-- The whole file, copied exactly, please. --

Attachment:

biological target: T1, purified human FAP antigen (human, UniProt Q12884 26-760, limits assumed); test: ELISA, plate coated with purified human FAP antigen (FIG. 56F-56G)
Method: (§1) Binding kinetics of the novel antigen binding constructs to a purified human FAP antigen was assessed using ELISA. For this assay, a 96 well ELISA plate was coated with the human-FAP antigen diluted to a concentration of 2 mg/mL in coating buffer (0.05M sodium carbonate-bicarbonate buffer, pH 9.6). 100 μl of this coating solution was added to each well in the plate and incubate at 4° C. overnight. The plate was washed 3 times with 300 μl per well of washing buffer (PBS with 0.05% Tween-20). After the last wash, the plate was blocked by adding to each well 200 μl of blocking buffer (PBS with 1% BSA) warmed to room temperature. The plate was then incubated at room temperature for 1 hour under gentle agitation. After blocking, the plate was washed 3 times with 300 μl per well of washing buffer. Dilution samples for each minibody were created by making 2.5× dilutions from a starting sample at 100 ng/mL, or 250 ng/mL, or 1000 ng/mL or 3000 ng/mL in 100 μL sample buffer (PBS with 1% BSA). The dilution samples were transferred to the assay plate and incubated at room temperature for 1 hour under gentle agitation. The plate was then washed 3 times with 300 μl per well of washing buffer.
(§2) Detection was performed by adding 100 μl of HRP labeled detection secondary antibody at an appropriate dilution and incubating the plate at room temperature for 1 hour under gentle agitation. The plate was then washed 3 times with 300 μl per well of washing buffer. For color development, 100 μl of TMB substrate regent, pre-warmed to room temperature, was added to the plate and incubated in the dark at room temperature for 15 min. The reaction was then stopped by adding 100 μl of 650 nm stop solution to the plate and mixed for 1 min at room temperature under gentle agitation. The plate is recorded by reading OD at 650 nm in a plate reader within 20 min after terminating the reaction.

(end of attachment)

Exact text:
biological target: T1, purified human FAP antigen (human, UniProt Q12884 26-760, limits assumed); test: ELISA, plate coated with purified human FAP antigen (FIG. 56F-56G)
Method: (§1) Binding kinetics of the novel antigen binding constructs to a purified human FAP antigen was assessed using ELISA. For this assay, a 96 well ELISA plate was coated with the human-FAP antigen diluted to a concentration of 2 mg/mL in coating buffer (0.05M sodium carbonate-bicarbonate buffer, pH 9.6). 100 μl of this coating solution was added to each well in the plate and incubate at 4° C. overnight. The plate was washed 3 times with 300 μl per well of washing buffer (PBS with 0.05% Tween-20). After the last wash, the plate was blocked by adding to each well 200 μl of blocking buffer (PBS with 1% BSA) warmed to room temperature. The plate was then incubated at room temperature for 1 hour under gentle agitation. After blocking, the plate was washed 3 times with 300 μl per well of washing buffer. Dilution samples for each minibody were created by making 2.5× dilutions from a starting sample at 100 ng/mL, or 250 ng/mL, or 1000 ng/mL or 3000 ng/mL in 100 μL sample buffer (PBS with 1% BSA). The dilution samples were transferred to the assay plate and incubated at room temperature for 1 hour under gentle agitation. The plate was then washed 3 times with 300 μl per well of washing buffer.
(§2) Detection was performed by adding 100 μl of HRP labeled detection secondary antibody at an appropriate dilution and incubating the plate at room temperature for 1 hour under gentle agitation. The plate was then washed 3 times with 300 μl per well of washing buffer. For color development, 100 μl of TMB substrate regent, pre-warmed to room temperature, was added to the plate and incubated in the dark at room temperature for 15 min. The reaction was then stopped by adding 100 μl of 650 nm stop solution to the plate and mixed for 1 min at room temperature under gentle agitation. The plate is recorded by reading OD at 650 nm in a plate reader within 20 min after terminating the reaction.